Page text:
By Nisha Vedi Pawar, NYC reporter @lovelaughmirch and online at lovelaughmirch.com
More then a thousand gathered in Union Square, NYC: children, mothers & fathers, young professionals, Sikhs, and many non-Sikhs all representing one message: We are all Sikhs and this attack could happen to any one of us. Crowds gathered last night in the North Plaza of Union Square in remembrance of the horrific shootings that occurred in the Oak Creek, Wisconsin Gurdwara this past weekend.
The vigil started at 7:30pm as T-shirts reading: “We are all Sikhs” were given out along with head coverings representing solidarity.
Volunteers handed out pears and plums as prasad (an offering). As the vigil began various leaders of diverse religious organizations to local politicians shared their condolences and messages of unity. The crowd was asked to greet their neighbor and thank them for coming together to stand united.
At 8:04pm an announcement was made that any Muslims observing a fast for Ramadan would have a prayer area available to the side so that they could break their fast. “To see one religion worshiping at an event held in remembrance of another religion – that’s one nation under god” said a local bystander.
The vigil continued with a prayer where everyone was asked to cover their heads out of respect and come together to remember the victims who lost their lives. Volunteers held up posters of the six victims and an extra picture of Lt. Brian Murphy, a New York native who was shot during the shooting outside the temple.
His poster read: “He survived. Our hero.”
A hymn, and a moment of silence followed in remembrance of those who lost their lives on August 5, 2012. As the event came to a close, darkness in Union Square was lit up by candles and a well known Jaikara (Sikh Slogan) echoed amongst the crowd: “Jo Bole So Nihal, Sat Sri Akal” this jaikara humbly expresses that “All victories belong to god”. This vigil like many others being held across the country is a message, a united message that we must all stand together to be victorious in this fight against hate.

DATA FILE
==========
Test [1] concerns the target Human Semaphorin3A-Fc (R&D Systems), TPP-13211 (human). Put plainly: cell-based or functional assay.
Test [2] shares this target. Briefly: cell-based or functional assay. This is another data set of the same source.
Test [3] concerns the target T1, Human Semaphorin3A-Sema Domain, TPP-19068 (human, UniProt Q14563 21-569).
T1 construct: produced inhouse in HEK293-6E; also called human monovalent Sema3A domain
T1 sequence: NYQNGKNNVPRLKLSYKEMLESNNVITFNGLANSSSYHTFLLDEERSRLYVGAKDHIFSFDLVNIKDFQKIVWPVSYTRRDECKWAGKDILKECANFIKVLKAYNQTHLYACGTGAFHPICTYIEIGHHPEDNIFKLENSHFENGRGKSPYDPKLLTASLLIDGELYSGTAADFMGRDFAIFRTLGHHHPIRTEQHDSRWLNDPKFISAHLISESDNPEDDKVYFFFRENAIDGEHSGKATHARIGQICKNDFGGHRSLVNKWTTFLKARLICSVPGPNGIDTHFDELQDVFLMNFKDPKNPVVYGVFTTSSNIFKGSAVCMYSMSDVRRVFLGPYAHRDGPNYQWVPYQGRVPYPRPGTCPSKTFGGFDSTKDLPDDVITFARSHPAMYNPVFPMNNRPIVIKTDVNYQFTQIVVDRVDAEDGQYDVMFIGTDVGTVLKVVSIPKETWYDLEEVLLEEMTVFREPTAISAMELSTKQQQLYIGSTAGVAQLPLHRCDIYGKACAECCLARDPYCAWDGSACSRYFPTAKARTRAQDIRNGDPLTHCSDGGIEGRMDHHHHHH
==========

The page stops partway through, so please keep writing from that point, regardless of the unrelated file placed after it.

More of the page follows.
As I left the event I looked around and was humbled by the amount of people who came out to support the Sikh Community and stand up against hate crimes. It was wonderful to see people from such diverse backgrounds all come together and couldn’t help but hope that this unity continues. While going back home several bystanders, NYPD officers, and tourists stopped me to admire the t-shirt, give their condolences, and ask how they could learn more. I was happy to stop and share the knowledge, after all this crime stemmed from pure ignorance and hate. As the saying goes, “Knowledge is power” and we all should take a little time out to learn more about what other cultures and religions consist of. I’m thankful to the Sikh Coalition for putting together such a well organized event in such a quick time frame and for educating the community.
To find out more information for vigils being held nationwide please visit:
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